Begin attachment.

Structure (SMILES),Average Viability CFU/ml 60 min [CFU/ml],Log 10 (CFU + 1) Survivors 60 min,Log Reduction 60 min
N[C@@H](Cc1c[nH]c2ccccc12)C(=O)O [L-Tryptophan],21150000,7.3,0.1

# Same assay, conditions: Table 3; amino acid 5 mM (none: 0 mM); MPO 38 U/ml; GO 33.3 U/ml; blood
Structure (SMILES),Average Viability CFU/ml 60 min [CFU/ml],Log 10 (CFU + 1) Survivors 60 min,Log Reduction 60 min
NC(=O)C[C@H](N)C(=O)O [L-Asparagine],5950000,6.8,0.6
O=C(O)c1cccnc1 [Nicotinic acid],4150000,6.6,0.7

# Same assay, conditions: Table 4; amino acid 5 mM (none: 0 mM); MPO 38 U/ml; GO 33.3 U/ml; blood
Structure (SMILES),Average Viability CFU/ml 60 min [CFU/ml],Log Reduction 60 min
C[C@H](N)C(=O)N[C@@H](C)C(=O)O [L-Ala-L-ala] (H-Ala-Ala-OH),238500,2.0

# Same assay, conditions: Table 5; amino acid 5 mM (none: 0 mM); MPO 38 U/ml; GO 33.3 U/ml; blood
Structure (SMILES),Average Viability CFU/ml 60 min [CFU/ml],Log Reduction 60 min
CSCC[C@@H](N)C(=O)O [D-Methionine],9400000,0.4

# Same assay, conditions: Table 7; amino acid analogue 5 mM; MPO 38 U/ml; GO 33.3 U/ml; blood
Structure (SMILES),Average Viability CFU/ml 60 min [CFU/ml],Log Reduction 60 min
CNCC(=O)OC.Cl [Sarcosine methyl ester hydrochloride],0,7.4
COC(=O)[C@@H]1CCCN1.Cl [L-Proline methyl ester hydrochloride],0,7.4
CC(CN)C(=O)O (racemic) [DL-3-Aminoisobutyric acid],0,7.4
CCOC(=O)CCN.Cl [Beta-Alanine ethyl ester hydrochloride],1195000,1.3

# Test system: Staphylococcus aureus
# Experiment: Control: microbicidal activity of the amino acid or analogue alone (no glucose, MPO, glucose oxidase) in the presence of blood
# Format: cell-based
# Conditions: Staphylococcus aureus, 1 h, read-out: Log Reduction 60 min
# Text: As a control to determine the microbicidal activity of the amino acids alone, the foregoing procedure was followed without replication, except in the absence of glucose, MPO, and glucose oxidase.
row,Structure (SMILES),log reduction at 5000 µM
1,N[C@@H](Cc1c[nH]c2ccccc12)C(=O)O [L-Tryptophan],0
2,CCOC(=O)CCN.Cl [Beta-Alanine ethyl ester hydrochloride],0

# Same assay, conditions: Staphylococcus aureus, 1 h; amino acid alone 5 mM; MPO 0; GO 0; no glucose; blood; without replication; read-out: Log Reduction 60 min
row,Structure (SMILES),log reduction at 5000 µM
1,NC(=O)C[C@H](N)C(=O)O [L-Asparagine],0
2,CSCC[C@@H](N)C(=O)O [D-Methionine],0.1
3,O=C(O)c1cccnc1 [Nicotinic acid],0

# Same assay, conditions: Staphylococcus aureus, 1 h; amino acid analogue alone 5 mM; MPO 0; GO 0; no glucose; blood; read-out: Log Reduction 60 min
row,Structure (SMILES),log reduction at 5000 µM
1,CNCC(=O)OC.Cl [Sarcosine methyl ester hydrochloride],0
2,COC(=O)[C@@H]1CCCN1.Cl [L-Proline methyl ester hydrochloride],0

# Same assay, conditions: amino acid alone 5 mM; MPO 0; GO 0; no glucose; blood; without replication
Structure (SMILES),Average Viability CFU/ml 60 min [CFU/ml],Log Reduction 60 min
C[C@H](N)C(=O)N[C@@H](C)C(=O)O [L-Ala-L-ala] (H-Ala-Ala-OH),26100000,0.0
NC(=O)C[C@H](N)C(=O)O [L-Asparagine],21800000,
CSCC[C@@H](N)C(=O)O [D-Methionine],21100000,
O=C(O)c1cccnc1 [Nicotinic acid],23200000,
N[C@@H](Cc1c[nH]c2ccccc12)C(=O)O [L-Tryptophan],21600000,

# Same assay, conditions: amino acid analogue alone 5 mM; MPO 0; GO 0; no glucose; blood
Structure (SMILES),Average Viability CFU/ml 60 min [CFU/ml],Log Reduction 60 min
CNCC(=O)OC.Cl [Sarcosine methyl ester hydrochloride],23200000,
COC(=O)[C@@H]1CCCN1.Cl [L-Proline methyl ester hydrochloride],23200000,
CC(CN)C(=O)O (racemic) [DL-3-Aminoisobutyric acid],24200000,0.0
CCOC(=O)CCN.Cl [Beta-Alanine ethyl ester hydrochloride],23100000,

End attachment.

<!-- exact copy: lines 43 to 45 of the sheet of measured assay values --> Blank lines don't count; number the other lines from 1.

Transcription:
# Same assay, conditions: amino acid analogue alone 5 mM; MPO 0; GO 0; no glucose; blood
Structure (SMILES),Average Viability CFU/ml 60 min [CFU/ml],Log Reduction 60 min
CNCC(=O)OC.Cl [Sarcosine methyl ester hydrochloride],23200000,